Thursday, September 23, 2021
Anthony Kreis, Unlawful Genders, Law & Contemporary Problems (forthcoming)
Professor Kreis critiques Bostock v. Clayton County for its neglect to expressly embrace an anti-stereotyping principle, which would have more fully revealed the interconnected relationship between discrimination against women and LGBTQ people. He is concerned that the formalistic focus on sex as a textual matter obscured the historical regulation of gender roles meant to oppress both women and sexual minorities. Professor Kreis argues that courts should revisit this more closely in the constitutional law space and analyze LGBTQ-related constitutional claims as sex discrimination.
From the introduction:
There was a real cost to Bostock’s formalism. The majority opinion correctly understood that it is impossible to divorce discrimination on the basis of a person’s sexual orientation or gender identity from their sex assigned at birth. However, beyond noting that a person has to notice and take account of a person's sex before they can take account of their sexual orientation and/or gender identity, the Court did not explain why discrimination is often the result of the connection. Specifically, the Bostock decision failed to sufficiently explain why the link between the two kinds of discrimination is non-severable. This could have been done by applying an anti-stereotyping principle. This principle, which courts have recognized since the 1970s and 1980s in both the employment discrimination context and in constitutional law, stands for the proposition that gender-based assumptions about what men or women can do and assumptions about how men or women should act are impermissible forms of sex discrimination. While the principle has been applied to a variety of stereotypes that manifest by employers’ and legislators’ expectations of how men and women can or should behave, it has not been broadly applied to claims of discrimination on the basis of sexual orientation, though it has been more regularly applied to gender identity discrimination claims.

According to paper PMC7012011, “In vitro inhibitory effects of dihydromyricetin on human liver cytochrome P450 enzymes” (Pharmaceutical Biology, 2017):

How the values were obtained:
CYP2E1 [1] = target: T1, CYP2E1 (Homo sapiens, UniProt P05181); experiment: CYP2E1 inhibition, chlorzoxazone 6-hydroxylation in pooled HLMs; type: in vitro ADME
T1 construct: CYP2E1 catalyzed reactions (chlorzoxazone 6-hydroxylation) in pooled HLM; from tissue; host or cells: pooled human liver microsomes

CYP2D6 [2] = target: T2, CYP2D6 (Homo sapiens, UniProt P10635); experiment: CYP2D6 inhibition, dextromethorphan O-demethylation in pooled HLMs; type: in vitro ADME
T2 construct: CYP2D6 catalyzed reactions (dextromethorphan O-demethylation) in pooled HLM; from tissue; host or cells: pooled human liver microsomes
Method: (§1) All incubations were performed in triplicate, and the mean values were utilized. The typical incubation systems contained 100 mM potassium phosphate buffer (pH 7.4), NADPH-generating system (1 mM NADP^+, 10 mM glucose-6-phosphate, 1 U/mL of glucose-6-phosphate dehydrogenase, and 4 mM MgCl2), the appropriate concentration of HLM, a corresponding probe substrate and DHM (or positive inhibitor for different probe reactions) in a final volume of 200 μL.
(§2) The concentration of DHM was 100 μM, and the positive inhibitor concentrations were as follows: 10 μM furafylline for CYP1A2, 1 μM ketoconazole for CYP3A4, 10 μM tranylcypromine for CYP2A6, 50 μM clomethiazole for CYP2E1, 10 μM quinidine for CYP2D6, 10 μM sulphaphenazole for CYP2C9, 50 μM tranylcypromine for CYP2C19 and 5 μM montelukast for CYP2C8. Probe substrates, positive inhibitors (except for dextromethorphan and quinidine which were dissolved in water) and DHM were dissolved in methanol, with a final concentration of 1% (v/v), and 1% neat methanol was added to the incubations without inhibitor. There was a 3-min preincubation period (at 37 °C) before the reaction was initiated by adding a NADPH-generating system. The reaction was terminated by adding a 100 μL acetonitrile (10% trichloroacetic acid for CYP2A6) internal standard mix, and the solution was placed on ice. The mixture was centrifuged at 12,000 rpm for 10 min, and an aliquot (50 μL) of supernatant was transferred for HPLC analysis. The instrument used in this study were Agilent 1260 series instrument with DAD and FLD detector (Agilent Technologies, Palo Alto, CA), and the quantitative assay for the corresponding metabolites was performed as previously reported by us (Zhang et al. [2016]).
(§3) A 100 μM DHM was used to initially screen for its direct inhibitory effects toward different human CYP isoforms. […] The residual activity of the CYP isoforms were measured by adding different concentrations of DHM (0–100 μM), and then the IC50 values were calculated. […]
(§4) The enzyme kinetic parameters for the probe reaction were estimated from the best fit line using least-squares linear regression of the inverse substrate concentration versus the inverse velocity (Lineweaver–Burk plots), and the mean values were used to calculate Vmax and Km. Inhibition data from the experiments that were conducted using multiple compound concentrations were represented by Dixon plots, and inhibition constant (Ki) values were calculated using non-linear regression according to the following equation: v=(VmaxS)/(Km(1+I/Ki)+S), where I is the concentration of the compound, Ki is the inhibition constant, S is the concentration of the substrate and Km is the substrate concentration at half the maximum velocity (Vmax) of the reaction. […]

Sex stereotype theory can both explain and address anti-LGBTQ discrimination because misogyny, homophobia, and transphobia are inextricable from one another.